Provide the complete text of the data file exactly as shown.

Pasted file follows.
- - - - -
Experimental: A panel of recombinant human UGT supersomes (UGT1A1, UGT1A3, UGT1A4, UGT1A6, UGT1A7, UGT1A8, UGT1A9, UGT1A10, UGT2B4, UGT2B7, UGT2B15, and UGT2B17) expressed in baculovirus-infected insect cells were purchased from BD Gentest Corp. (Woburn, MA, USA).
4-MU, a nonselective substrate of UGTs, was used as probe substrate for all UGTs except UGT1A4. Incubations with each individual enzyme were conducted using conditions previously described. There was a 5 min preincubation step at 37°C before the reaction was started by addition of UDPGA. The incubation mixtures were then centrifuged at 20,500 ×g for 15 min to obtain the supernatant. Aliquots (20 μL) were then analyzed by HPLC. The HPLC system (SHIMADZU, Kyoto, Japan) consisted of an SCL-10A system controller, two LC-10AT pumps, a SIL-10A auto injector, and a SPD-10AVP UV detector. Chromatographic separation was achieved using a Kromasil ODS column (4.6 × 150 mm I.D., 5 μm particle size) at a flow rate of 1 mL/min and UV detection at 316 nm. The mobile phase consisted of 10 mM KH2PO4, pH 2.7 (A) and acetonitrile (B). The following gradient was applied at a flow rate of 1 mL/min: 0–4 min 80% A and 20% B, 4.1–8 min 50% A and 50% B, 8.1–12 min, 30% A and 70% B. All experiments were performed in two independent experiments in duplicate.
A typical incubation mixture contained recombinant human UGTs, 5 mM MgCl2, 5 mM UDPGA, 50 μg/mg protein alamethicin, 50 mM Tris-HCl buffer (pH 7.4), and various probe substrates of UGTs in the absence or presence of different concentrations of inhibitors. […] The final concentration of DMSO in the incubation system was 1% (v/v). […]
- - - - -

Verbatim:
Experimental: A panel of recombinant human UGT supersomes (UGT1A1, UGT1A3, UGT1A4, UGT1A6, UGT1A7, UGT1A8, UGT1A9, UGT1A10, UGT2B4, UGT2B7, UGT2B15, and UGT2B17) expressed in baculovirus-infected insect cells were purchased from BD Gentest Corp. (Woburn, MA, USA).
4-MU, a nonselective substrate of UGTs, was used as probe substrate for all UGTs except UGT1A4. Incubations with each individual enzyme were conducted using conditions previously described. There was a 5 min preincubation step at 37°C before the reaction was started by addition of UDPGA. The incubation mixtures were then centrifuged at 20,500 ×g for 15 min to obtain the supernatant. Aliquots (20 μL) were then analyzed by HPLC. The HPLC system (SHIMADZU, Kyoto, Japan) consisted of an SCL-10A system controller, two LC-10AT pumps, a SIL-10A auto injector, and a SPD-10AVP UV detector. Chromatographic separation was achieved using a Kromasil ODS column (4.6 × 150 mm I.D., 5 μm particle size) at a flow rate of 1 mL/min and UV detection at 316 nm. The mobile phase consisted of 10 mM KH2PO4, pH 2.7 (A) and acetonitrile (B). The following gradient was applied at a flow rate of 1 mL/min: 0–4 min 80% A and 20% B, 4.1–8 min 50% A and 50% B, 8.1–12 min, 30% A and 70% B. All experiments were performed in two independent experiments in duplicate.
A typical incubation mixture contained recombinant human UGTs, 5 mM MgCl2, 5 mM UDPGA, 50 μg/mg protein alamethicin, 50 mM Tris-HCl buffer (pH 7.4), and various probe substrates of UGTs in the absence or presence of different concentrations of inhibitors. […] The final concentration of DMSO in the incubation system was 1% (v/v). […]